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MUSIC

Springfield Symphony musicians to raise their instruments in protest

Some of the orchestra's players posed for a photo this week in Waltham. From left: Aron Zelkowicz, Julianne Russell, Amy Sims, Ann Bobo, Dani Rimoni, Nancy Dimock, Brian Diehl, Beth Welty, and Mike Gorajec.
Some of the orchestra's players posed for a photo this week in Waltham. From left: Aron Zelkowicz, Julianne Russell, Amy Sims, Ann Bobo, Dani Rimoni, Nancy Dimock, Brian Diehl, Beth Welty, and Mike Gorajec.Suzanne Kreiter/Globe Staff

Unionized musicians from the Springfield Symphony Orchestra are planning a free concert on the steps of the city’s Symphony Hall Saturday at noon to protest orchestra management’s handling of ongoing contract negotiations.

In a June 1 statement, the newly established organization Musicians of the Springfield Symphony Orchestra expressed concern that the “orchestra is in peril” because leadership has neither scheduled nor advertised any events for summer 2021 or the 2021-22 subscription season, unlike peer regional orchestras in Hartford, Albany, and Providence.

“We’re going to play ... to bring some kind of symphonic music back to Springfield, because the board’s not willing to do that right now,” said violinist Beth Welty in a phone interview from her Waltham home.

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The orchestra’s board and administration see things differently, taking the position that no future plans can be set in stone unless a musician contract is settled — neither a contract with music director Kevin Rhodes (which expired May 31) nor concert dates and repertoire. “We have a plan for a season, and the ability to implement that season hinges upon reaching an agreement with the musicians’ union,” said SSO interim executive director John Anz in a phone interview. “We can’t announce the season until the musicians agree to the current offer on the table.”

This approach has rankled the musicians, who are members of the Local 171 chapter of the American Federation of Musicians. In prior negotiation cycles, SSO players have continued to work under expired contracts until new terms were agreed upon. The most recent contract expired in August 2020, during the shutdown. “I’ve been in the orchestra for 38 years. We have had seasons planned and advertised long before the contracts were settled,” said Welty. “There was never an impediment to marketing those to the public.”

Labor attorney Harvey Mars, who represents Local 171, said in a phone interview that the SSO’s approach took the musicians by surprise. “We really thought that they were going to start coming up with [programming] and partnering with the musicians back in March,” he said in a phone interview.

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Mars, a classically trained trombonist who plans to join the performers on Saturday, bristled at the SSO’s insinuation that the musicians are at fault for the delay. “These musicians haven’t played in 18 months. There’s nothing more that they want to do. But quite frankly, they need to have a fair contract, and we already have the terms of a previous agreement that sets the groundwork for what a season could look like.”

But with the SSO taking the stance that the previous agreement would not be feasible given the orchestra’s financial situation, negotiations have reached a logjam — one that took an additional turn when the administration’s three-person bargaining team dissolved following the late April departure of executive director Susan Beaudry and the expiration of two board members’ terms of service. Anz, who served as the symphony’s director of development starting in 2019, has stepped into Beaudry’s role while the symphony searches for a new permanent leader.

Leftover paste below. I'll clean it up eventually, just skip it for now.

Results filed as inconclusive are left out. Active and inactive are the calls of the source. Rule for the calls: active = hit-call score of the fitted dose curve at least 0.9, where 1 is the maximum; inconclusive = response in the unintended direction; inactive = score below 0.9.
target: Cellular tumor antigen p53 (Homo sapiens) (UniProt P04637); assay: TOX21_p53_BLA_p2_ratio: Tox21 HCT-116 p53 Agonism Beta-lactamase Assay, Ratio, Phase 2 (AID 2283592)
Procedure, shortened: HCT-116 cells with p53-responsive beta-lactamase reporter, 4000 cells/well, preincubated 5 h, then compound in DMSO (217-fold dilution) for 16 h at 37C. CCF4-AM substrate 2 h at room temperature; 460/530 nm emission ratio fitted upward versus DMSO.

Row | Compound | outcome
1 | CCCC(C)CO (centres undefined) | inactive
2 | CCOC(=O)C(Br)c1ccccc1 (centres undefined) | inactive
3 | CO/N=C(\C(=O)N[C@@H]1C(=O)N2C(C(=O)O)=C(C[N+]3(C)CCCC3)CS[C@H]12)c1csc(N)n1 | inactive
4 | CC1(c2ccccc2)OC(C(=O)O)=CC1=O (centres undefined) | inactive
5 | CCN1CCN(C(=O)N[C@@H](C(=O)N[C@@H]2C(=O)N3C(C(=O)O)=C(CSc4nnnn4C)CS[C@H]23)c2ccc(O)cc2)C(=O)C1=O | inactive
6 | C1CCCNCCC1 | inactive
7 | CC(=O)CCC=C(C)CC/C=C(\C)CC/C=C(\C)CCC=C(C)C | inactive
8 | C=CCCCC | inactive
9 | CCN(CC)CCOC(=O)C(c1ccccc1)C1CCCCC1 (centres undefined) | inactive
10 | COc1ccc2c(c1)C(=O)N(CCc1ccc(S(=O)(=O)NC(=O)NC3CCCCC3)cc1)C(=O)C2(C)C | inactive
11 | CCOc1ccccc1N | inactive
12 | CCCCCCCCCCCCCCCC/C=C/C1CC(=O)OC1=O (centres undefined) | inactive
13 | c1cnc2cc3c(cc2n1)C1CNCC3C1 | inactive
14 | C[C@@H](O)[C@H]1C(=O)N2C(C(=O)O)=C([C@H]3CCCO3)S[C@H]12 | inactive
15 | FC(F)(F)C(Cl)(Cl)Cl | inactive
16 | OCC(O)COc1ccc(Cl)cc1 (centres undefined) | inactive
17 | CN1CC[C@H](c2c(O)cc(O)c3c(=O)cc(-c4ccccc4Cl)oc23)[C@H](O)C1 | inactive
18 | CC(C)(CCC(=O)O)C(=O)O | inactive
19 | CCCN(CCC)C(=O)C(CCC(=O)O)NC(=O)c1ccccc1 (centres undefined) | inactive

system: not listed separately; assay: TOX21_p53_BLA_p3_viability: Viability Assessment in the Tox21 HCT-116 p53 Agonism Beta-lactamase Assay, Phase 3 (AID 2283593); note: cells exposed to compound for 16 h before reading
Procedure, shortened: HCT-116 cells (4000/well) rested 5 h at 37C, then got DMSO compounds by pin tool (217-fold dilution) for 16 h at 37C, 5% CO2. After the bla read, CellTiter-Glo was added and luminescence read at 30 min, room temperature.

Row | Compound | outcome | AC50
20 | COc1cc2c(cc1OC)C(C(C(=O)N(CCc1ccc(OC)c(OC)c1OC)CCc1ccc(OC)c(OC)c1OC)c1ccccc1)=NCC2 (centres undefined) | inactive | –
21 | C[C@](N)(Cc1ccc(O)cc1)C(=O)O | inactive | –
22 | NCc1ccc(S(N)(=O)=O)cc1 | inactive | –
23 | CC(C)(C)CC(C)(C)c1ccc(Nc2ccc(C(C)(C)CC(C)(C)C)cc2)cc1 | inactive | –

The SSO put forth its first proposal since Beaudry’s departure last week, a few days after musicians went public with their concerns. The proposal would only encompass the 2021-22 season, which would be a “partial season,” starting in late fall, Anz said. The offer includes five performances, a decrease from the SSO’s usual eight or 10 concerts per season, with a complement of 60 musicians — a reduction of 10 players from the previous contract. Performances are also not stipulated to take place in Symphony Hall, the orchestra’s longtime home.

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“We do not expect to be able to get our full audience back, and our audience was not full to begin with,” said Anz. “That is one of the things that we need to be able to test before we commit to a multi-year contract. ... We are offering a season that allows us to go to stage and allows us to tolerate as much financial risk as we are able to at this time.”

But as other regional orchestras announce upcoming seasons and drum up excitement for the return of live music with outdoor summer concerts, the SSO musicians are feeling snubbed and suspicious that shorter seasons and reduced resources would become status quo.

“The most basic things that any board of directors should be doing aren’t getting done,” said Welty. “Our music director’s contract expired, so we literally do not have a music director anymore. For a board that’s saying ‘we’re worried about the viability of this orchestra’ — well, you’re not doing anything to keep it stable so it will be viable.”

In the meantime, the musicians hope that their concert will help bring their situation (plus some live music) to more ears. “We’ve got a brass quintet, we’ve got a percussion ensemble. If we have enough strings and some winds, we might try to do a Brandenburg Concerto,” said Welty. “It’s going to be a little potpourri of music, just to get something going.”

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A.Z. Madonna can be reached at az.madonna@globe.com. Follow her on Twitter @knitandlisten.